As the Covid-19 pandemic may have worsened the mental health concerns of Filipino youth, BHW Party-list Rep. Angelica Natasha Co on Monday, Feb. 20, raised concern on the “burgeoning number” of suicide attempts among Filipino teens and the challenges the government faces in implementing the Mental Health Act.
During the hearing of the House Committee on Welfare of Children, the lawmaker lamented the recent reports of violence and suicide attempts among students in several schools.
“Mental health is a very significant topic, and should be discussed more frequently due to the exponential rising of mental health cases overt the last five years,” she said in her opening remarks.
“To talk about mental health is not merely to seek attention. We ought to address the alarming and increasing number of incidents of suicide due to various mental health concerns; and identify the challenges in the delivery of the appropriate mental health and well-being services and programs,” she added.
Citing a World Vision Philippines study, Council for Welfare of Children (CWC) Undersecretary Angelo Tapales noted the effects of the Covid-19 pandemic on Filipino adolescents and youth. CWC is an attached agency of the Department of Social Welfare and Development (DSWD).
The study stated that among respondents, 54 percent of children expressed negative emotions such as sadness, fear, and worry; 41 percent of children confirmed that caregivers have used either physical and psychological punishments; 84 percent of children felt worried for themselves and their families; and 19 percent of children are unware or unsure about child protection services.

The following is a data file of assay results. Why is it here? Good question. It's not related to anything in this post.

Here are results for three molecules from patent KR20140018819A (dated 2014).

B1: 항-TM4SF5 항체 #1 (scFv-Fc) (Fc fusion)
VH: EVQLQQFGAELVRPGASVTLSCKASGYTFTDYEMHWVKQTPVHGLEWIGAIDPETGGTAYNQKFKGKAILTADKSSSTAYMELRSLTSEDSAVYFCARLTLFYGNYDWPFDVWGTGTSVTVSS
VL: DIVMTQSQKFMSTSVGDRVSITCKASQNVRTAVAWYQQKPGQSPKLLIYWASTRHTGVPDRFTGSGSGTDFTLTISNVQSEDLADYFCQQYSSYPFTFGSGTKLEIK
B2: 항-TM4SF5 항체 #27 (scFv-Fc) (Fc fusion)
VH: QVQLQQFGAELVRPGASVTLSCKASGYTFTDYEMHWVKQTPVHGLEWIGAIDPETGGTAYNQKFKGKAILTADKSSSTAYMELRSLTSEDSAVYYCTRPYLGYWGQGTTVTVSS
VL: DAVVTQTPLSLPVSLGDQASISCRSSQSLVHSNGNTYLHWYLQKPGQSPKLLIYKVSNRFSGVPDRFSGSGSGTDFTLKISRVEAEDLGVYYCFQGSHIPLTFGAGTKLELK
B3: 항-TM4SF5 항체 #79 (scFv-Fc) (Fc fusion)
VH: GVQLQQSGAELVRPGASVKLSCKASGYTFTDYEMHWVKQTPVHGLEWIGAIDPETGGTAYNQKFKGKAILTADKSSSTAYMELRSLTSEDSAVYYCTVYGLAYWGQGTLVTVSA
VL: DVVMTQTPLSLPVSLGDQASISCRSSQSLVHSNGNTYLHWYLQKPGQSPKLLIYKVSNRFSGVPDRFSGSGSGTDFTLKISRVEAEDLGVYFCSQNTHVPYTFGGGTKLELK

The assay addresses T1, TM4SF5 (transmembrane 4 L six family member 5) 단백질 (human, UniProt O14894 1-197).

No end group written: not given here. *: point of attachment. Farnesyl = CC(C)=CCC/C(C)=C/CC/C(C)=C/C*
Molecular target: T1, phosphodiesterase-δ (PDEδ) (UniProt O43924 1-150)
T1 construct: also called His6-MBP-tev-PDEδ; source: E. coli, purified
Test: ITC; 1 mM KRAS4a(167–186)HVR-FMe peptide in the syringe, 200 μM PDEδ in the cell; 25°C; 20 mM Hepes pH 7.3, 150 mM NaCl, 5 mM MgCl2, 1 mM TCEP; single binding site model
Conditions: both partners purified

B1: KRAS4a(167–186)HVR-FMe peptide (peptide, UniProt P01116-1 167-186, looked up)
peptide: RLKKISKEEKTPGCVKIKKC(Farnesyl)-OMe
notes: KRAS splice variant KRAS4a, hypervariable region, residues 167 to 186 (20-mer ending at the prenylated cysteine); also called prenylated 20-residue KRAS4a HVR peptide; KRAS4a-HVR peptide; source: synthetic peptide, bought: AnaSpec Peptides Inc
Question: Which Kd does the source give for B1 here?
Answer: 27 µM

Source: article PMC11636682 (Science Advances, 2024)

Furthermore, the declaration “of different quarantine guidelines limited people's mobility, (with) of different quarantine guidelines limited people's mobility.”
He said that the “access to health services decrease drastically” because of the quarantine measures.
READ: Young solon shook up by high suicide rate among Pinoy students
But a study from the United Nations Children's Fund (UNICEF) and World Health Organization (WHO) gave a more thorough insight into the situation of the children’s mental health.
“Among Filipino children aged 5 to 15, 10 percent to 15 percent are affected by mental health problems,” the lawmaker said, citing the UNICEF 2018 Situational Analysis.
On the other hand, WHO’s 2015 Global school/based Student Health survey revealed that 16.8 percent of Filipino students aged 13 to 17 have attempted suicide at least once within a year.
A separate study by the Department of Education (DepEd) showed that “one in four students have seriously considered attempting suicide” and “one in five students have actually attempted suicide.”
Tapales stressed the need yo “reexamine” the government’s policies on mental health.
“Because of the pandemic we believe the figure has even increase and as such there is really a need to reexamine the mental health policies of the government,” he said.
While “we are in the right direction,” Tapales pushed that “we have to do more,” such as child-centered intervention.
Unfortunately, despite these figures, he said that there are only “60 child psychiatrists practicing in the Philippines, with the majority of them practicing in urban areas such as the National Capital Region,” so “children with mental health problems who are in rural areas have less access to such services.”